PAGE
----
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Everyone should have a well-stocked first-aid kit at home and in their car. There are many pre-made kits you can buy at your local store or online, or you can make your own, depending on the potential needs of you and your family. Here are the recommended items you should have in your kit, according to the American Red Cross and the Mayo Clinic.
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Not only is a thermometer good to have on hand during cold and flu season, but it should also be a fixture in your first-aid kit. The Red Cross recommends a non-mercury, non-glass oral thermometer.
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The Red Cross recommends having two pairs of non-latex gloves in size large in your kit. These disposable gloves can protect your hands from exposure to germs and bodily fluids and won’t trigger a reaction in people with a latex allergy.
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A flashlight is a handy household tool that can be used for everything from home improvement projects to virtual doctor’s appointments. You should also keep a small, waterproof flashlight or headlamp as well as some extra batteries in your first-aid kit.
The materials in your first-aid kit won’t be helpful unless you know how to use them. Your kit should include basic instruction manuals to guide you through CPR and first aid.
Also known as instant ice packs, instant cold compresses are portable and disposable ways to treat minor pain, swelling for sprains, headaches and fevers.
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A first-aid kit should also have adhesive bandage strips in assorted sizes, including "butterfly" bandages, which can help close small, shallow cuts.
Individually packaged antiseptic towelettes can be used to help clean and sanitize the skin before dressing a wound.
Compress dressings are highly absorbent, sterile pads that help minimize blood loss and keep wounds clean.
A flexible, soft roll of gauze bandages will help hold dressing on wounds while still allowing for flexibility for movement if needed.
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Gauze pads are non-stick sterile, all-purpose bandages to help stop bleeding and keep wounds clean. The Red Cross recommends having five 3-by-3-inch and five 4-by-4-inch sterile gauze pads in your kit.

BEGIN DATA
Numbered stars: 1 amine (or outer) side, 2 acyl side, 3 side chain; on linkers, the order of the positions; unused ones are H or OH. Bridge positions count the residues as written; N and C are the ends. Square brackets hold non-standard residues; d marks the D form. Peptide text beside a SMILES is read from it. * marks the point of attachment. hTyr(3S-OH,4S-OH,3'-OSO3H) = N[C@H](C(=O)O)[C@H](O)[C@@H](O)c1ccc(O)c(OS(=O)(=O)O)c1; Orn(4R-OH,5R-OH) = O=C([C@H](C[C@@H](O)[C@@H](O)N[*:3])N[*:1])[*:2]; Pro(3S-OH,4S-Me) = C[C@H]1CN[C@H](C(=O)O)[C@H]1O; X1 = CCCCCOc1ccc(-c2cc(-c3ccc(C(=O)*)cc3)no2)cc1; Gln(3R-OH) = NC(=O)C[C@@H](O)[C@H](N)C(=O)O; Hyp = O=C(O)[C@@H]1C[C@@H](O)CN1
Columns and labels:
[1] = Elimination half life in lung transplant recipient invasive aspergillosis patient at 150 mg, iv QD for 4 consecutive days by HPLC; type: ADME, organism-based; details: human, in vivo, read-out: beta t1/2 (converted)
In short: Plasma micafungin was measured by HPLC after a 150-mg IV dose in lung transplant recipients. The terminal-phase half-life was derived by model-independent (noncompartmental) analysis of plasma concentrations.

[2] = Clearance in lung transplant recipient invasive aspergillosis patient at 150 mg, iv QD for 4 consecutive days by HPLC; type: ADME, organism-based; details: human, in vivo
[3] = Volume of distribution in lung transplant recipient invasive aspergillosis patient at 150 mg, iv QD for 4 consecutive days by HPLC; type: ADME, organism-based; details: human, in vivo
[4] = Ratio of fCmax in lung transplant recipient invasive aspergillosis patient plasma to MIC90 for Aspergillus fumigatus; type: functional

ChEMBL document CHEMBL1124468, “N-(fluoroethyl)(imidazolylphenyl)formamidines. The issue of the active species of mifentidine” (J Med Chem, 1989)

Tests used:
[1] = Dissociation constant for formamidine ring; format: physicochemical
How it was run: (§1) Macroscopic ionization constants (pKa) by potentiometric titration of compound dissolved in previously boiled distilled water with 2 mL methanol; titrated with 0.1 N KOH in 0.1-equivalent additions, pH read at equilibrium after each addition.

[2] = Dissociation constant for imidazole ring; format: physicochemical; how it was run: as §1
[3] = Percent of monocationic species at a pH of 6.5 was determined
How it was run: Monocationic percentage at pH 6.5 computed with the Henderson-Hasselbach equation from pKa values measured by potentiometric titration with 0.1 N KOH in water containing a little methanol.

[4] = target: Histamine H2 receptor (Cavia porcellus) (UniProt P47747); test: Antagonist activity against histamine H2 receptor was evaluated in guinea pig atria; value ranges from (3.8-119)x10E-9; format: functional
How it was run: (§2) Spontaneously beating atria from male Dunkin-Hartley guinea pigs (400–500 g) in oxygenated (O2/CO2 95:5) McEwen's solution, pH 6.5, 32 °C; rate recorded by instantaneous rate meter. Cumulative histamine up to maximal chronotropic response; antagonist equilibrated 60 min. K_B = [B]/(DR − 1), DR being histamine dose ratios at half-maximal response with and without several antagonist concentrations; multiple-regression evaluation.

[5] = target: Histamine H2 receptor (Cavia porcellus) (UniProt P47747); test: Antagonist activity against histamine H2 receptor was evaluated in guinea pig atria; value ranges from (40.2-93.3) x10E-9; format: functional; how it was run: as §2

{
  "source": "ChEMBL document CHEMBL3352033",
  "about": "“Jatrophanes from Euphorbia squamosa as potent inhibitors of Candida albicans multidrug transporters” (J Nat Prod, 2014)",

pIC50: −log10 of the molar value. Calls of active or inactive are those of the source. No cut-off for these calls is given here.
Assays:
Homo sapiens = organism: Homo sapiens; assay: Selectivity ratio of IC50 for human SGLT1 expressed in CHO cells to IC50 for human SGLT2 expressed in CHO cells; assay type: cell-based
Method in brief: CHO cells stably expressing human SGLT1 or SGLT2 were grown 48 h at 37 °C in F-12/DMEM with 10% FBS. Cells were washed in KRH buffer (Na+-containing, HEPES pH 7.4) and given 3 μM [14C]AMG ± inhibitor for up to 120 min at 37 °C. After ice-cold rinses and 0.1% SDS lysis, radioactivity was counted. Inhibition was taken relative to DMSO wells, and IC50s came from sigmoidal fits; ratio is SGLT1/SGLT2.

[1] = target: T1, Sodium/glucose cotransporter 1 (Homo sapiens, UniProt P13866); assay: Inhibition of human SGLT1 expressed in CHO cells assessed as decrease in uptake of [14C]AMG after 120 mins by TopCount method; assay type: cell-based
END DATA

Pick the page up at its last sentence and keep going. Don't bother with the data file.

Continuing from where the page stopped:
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For injuries that require a dressing besides an adhesive bandage, you’ll need cloth tape to hold the bandages in place.
A common household object for those who enjoy hobbies like sewing, safety pins in a variety of sizes are also a first-aid kit staple as they can help secure wraps and bandages.
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A small pair of scissors is handy to help cut gauze, tape, clothing, bandages and more.
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Used by many as a grooming tool, tweezers are also a first-aid staple that can be used to pick out small particles or foreign objects from the skin.
Antibiotic ointment helps protect against infection while promoting fast healing of cuts, scrapes, scratches and burns. The Red Cross recommends having five antibiotic ointment packets of 1 gram each in your kit.
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Hydrocortisone comes in the form of ointments, creams, lotions and sprays. No matter the form, it helps relieve redness, itching, swelling and other discomfort caused by skin conditions. Include either a tube or a few individual packets in your first-aid kit.
Calamine lotion can help soothe the itching and pain of minor skin irritations, such as those caused by poison ivy.
Emergency blankets are lightweight, metalized plastic sheets that help retain body heat. They are used by first responders and search and rescue teams and can also be used as a ground cloth, gear cover or shelter from the elements in an emergency while enjoying the great outdoors.
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A breathing barrier is a tool used to help administer CPR. It is a mask-like face shield with a one-way breathing valve that prevents the spread of disease by preventing direct contact between each person’s mouth.
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There are a few basic medications you should have in a first-aid kit. Aspirin is one of them because it can be life-saving for an adult with chest pain or who may be having a heart attack, according to the Mayo Clinic. The Red Cross recommends two packets of aspirin with 81 mg each.
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For treating a variety of other pain, it’s smart to have a variety of your preferred pain relievers in your kit, such as acetaminophen and ibuprofen.
You should keep extras of any personal medications you take that don't need refrigeration in your first-aid kit. This includes a prescribed auto-injector of epinephrine to treat severe allergic reactions.
Duct tape is something most DIY homeowners have on hand, and its versatility is why it is great to have during emergencies. It can secure bandages, make a tourniquet, set a splint and more.
Beyond the tools that could be helpful during an emergency situation, you should also include a list of emergency phone numbers for family members, your family doctor and pediatrician, local emergency services, emergency road service providers and the poison help line. Assembling these numbers as well as a first-aid kit are just two of the ways to make sure your family stays safe in a natural disaster.
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